Maintain a Sense of Humor

      Maintain a Sense of Humor

        It’s just good form. Far too much can go wrong in life – in relationships, at home, at work. Without humor, people could be crying 24/7. But if those in charge can laugh about most things, what a relief for the rest of the crew. There is probably no better way for a leader to create a bond with those reporting to them than to maintain a sense of humor.

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        It dispels tensions, makes things comfortable and opens up lines of communication. It increases staff morale which of course increases productivity in the workplace. Plus, it’s just fun. And who doesn’t want to have fun? Leaders with senses of humor typically develop devout followings because even in the face of crisis, they can count on their leader to diffuse the situation with a good laugh.

        When it comes to developing good leadership qualities, most people hardly focus on this quality. However, it’s certainly a very important one and hence something you must work on.

        You Can Do It

        Bottom line is anyone can be a leader. Just believe you can be without a doubt, understand your people, talk to them about what’s good and bad, teach them accountability by example and be willing to laugh it off if occasionally  they (or you) screw up. Any questions?

        Featured photo credit: Nurturing leadership in the outsourcing industry via wns.com

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        Anand Mishra

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        Last Updated on February 11, 2021

        Easily Misunderstood by Others? 6 Barriers You Should Overcome to Make Communication Less Frustrating

        Easily Misunderstood by Others? 6 Barriers You Should Overcome to Make Communication Less Frustrating

        How often have you said something simple, only to have the person who you said this to misunderstand it or twist the meaning completely around? Nodding your head in affirmative? Then this means that you are being unclear in your communication.

        Communication should be simple, right? It’s all about two people or more talking and explaining something to the other. The problem lies in the talking itself, somehow we end up being unclear, and our words, attitude or even the way of talking becomes a barrier in communication, most of the times unknowingly. We give you six common barriers to communication, and how to get past them; for you to actually say what you mean, and or the other person to understand it as well…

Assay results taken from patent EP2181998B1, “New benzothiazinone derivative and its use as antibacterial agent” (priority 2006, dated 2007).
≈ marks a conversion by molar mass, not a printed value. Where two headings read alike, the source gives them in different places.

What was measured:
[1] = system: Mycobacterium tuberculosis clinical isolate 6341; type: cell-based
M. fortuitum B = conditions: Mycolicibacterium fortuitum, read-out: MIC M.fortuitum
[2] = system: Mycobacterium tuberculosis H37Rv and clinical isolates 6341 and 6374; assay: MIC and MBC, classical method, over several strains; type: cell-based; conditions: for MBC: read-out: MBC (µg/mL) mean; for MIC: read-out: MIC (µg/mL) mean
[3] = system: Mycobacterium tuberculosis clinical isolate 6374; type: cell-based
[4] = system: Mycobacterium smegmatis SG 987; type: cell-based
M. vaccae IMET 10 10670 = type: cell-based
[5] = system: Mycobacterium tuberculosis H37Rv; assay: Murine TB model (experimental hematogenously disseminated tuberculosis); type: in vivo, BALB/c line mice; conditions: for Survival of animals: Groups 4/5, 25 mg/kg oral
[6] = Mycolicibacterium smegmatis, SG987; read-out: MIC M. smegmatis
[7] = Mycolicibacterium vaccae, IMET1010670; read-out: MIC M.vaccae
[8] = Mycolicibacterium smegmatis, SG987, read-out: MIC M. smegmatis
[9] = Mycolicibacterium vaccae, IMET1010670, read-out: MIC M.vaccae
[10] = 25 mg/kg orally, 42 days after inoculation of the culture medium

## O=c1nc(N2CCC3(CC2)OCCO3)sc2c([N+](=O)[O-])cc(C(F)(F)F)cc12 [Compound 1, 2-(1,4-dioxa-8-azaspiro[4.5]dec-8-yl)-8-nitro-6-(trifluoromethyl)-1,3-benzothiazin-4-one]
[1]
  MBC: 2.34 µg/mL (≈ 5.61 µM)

The 6 Walls You Need to Break Down to Make Communication Effective

        Think about it this way, a simple phrase like “what do you mean” can be said in many different ways and each different way would end up “communicating” something else entirely. Scream it at the other person, and the perception would be anger. Whisper this is someone’s ear and others may take it as if you were plotting something. Say it in another language, and no one gets what you mean at all, if they don’t speak it… This is what we mean when we say that talking or saying something that’s clear in your head, many not mean that you have successfully communicated it across to your intended audience – thus what you say and how, where and why you said it – at times become barriers to communication.[1]

        Perceptual Barrier

        The moment you say something in a confrontational, sarcastic, angry or emotional tone, you have set up perceptual barriers to communication. The other person or people to whom you are trying to communicate your point get the message that you are disinterested in what you are saying and sort of turn a deaf ear. In effect, you are yelling your point across to person who might as well be deaf![2]

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        The problem: When you have a tone that’s not particularly positive, a body language that denotes your own disinterest in the situation and let your own stereotypes and misgivings enter the conversation via the way you talk and gesture, the other person perceives what you saying an entirely different manner than say if you said the same while smiling and catching their gaze.

        The solution: Start the conversation on a positive note, and don’t let what you think color your tone, gestures of body language. Maintain eye contact with your audience, and smile openly and wholeheartedly…

        Attitudinal Barrier

        Some people, if you would excuse the language, are simply badass and in general are unable to form relationships or even a common point of communication with others, due to their habit of thinking to highly or too lowly of them. They basically have an attitude problem – since they hold themselves in high esteem, they are unable to form genuine lines of communication with anyone. The same is true if they think too little of themselves as well.[3]

        The problem: If anyone at work, or even in your family, tends to roam around with a superior air – anything they say is likely to be taken by you and the others with a pinch, or even a bag of salt. Simply because whenever they talk, the first thing to come out of it is their condescending attitude. And in case there’s someone with an inferiority complex, their incessant self-pity forms barriers to communication.